The first Free School to use a co-operative model has been given the go-ahead to open in Swanage, Dorset. The 420-pupil secondary school is being planned by Education Swanage in partnership with the Co-operative College and education charity Human Scale Education, and is due to open in September 2013.
Education Swanage began as a campaign group of parents, teachers, governors and residents three years ago when the local authority announced it was closing the town middle school, forcing hundreds of children to travel at least 10 miles each day to the nearest secondary. This would have left Swanage as the only town in Dorset with no secondary education, and the only town in the country that had to send so many children so far.
The school will operate on a ‘human scale’, with small class sizes and an emphasis on relationships. It will be open to all 11-16 year olds in the Isle of Purbeck. Human Scale Education and the Co-operative College will provide support and advice and access to a network of similar schools.
Paul Angel, Chair of Governors, said: “Our goal has always been ‘a school created by the community for the community’ and we know that together we will do something truly amazing for local children. We will let everyone know how to offer support and get involved.”
The co-operative model means that key stakeholders including parents and carers, staff learners and the local community can become members, and the school will be underpinned by co-operative values and accountability. Its curriculum proposals include a strong commitment to community engagement, and students will work with local groups to provide services such as voluntary work, fundraising and conservation. Involving students with community groups, businesses and local services is designed to foster mutual respect between young people and their community, and build a vibrant and sustainable future for the town. Parents and local residents will be encouraged to get involved as partners in learning, and national and international partnerships will foster global thinking. The Swanage School aims to benefit the whole community through adult education, and community groups and clubs will be able to use the school’s facilities.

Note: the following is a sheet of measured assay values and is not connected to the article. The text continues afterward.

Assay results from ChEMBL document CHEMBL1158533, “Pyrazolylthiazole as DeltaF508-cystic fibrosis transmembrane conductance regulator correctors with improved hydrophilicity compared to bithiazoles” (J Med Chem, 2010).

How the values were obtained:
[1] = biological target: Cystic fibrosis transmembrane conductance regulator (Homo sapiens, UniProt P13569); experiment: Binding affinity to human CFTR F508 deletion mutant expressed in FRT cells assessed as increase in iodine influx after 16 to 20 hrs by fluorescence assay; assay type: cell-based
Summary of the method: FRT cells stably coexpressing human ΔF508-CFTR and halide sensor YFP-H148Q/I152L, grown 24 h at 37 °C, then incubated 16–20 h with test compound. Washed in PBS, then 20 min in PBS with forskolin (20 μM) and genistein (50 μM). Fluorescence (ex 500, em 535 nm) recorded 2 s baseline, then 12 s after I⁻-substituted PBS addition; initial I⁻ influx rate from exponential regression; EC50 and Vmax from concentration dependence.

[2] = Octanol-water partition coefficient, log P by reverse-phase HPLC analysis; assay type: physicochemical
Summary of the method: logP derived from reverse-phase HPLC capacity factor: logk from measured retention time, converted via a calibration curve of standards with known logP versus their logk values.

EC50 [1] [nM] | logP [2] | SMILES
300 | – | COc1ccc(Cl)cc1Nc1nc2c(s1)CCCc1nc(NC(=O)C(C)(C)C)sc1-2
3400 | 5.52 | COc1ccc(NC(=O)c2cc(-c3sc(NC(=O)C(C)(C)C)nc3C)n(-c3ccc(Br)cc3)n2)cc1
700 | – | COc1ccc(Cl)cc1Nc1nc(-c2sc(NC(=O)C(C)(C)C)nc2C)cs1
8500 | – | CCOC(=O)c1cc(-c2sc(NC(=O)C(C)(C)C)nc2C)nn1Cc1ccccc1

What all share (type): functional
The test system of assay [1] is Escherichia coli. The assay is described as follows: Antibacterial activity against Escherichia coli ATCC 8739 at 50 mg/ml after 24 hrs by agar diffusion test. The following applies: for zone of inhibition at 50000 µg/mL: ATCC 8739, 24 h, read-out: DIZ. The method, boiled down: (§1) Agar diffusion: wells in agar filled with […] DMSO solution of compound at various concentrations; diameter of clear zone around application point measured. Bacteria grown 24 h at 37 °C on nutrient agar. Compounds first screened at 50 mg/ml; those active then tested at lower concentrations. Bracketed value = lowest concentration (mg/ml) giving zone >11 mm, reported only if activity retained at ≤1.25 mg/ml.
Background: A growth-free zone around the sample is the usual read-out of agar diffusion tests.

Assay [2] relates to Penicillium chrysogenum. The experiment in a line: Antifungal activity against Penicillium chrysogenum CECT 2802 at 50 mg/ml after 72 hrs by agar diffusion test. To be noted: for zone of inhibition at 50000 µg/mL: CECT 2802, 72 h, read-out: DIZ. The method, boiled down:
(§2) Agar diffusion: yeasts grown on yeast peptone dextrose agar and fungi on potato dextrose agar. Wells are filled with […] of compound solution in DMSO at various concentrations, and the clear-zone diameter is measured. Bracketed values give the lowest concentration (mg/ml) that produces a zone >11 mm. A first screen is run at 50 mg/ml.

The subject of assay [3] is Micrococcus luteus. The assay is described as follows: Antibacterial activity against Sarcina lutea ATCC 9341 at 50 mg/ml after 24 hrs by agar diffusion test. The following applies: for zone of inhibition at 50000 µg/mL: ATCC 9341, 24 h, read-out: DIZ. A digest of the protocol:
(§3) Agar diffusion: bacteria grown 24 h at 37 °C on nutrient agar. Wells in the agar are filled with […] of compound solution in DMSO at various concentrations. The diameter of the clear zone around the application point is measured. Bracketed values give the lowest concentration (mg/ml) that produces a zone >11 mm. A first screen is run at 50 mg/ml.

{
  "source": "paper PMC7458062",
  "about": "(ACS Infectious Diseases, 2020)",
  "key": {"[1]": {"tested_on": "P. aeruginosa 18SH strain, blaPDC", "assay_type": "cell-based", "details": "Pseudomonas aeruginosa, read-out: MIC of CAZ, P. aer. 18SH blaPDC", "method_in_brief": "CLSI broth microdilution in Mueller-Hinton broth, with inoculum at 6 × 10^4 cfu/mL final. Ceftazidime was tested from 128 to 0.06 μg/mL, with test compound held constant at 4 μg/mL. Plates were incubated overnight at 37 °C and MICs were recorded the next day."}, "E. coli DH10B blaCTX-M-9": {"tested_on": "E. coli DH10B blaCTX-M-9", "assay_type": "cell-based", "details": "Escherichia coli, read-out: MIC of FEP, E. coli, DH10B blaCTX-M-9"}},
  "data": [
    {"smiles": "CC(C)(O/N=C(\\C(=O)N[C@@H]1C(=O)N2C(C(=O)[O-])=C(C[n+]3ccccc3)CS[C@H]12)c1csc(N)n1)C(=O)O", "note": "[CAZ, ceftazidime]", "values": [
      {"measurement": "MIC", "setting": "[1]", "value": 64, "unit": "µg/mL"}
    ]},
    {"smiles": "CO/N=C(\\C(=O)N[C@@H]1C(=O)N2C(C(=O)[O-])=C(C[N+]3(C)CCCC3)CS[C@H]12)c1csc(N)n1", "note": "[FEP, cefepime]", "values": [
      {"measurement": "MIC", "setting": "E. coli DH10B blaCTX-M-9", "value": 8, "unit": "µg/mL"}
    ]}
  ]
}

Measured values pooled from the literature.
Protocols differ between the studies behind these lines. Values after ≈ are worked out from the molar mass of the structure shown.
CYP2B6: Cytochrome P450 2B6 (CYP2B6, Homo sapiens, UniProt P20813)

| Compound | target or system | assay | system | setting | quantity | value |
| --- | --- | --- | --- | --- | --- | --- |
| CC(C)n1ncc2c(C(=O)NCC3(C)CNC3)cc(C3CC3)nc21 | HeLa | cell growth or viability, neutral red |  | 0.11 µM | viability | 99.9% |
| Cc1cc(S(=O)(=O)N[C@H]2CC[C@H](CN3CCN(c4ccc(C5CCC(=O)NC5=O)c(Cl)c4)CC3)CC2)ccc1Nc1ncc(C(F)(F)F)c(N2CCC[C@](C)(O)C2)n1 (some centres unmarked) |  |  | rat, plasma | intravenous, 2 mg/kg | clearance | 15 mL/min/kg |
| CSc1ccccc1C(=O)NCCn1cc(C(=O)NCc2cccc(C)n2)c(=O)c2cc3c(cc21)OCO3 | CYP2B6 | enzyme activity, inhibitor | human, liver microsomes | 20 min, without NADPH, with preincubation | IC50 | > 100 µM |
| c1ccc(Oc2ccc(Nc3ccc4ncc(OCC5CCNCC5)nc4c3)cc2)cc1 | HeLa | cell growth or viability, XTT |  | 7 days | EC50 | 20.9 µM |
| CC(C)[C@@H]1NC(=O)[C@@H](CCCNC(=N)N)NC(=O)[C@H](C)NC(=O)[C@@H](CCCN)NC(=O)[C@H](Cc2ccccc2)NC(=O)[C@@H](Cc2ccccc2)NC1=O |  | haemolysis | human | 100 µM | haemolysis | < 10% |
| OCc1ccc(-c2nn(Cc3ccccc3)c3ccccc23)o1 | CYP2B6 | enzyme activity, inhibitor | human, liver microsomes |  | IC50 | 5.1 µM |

Education Swanage member Collette Drayson said: “We are lucky to live in an area where people know each other well and look out for each other. I see this new school as being very much a part of this community, where strong links and relationships can be built between the students, staff, parents, businesses and voluntary groups. A community is like having an extended family, giving a secure base in which children can learn and be given the confidence to go out and make their way in the world.”
Dave Boston, Chief Executive of the Schools Co-operative Society, the nationwide association of co-operative schools, commented: “I am delighted that Swanage will get the secondary school its community have campaigned for over such a long period of time. If that active community engagement can be translated into ongoing support for the school through membership it could provide another model for the fast growing and diverse co-operative schools sector.”
Co-operative College Principal Mervyn Wilson added: “It is great news that the Education Swanage proposal has been successful and we believe this will be the first genuine co-operative school to emerge from the Free Schools policy. We are aware and share the concerns of many over Free Schools but we also recognise that they provide mechanisms for new schools where there are significant gaps in provision – as is clearly the case in Swanage. The Co-operative College has worked with the group that has led this proposal for some time and has been impressed by the scale of parental and community support and their commitment to harness that engagement through a co-operative model.”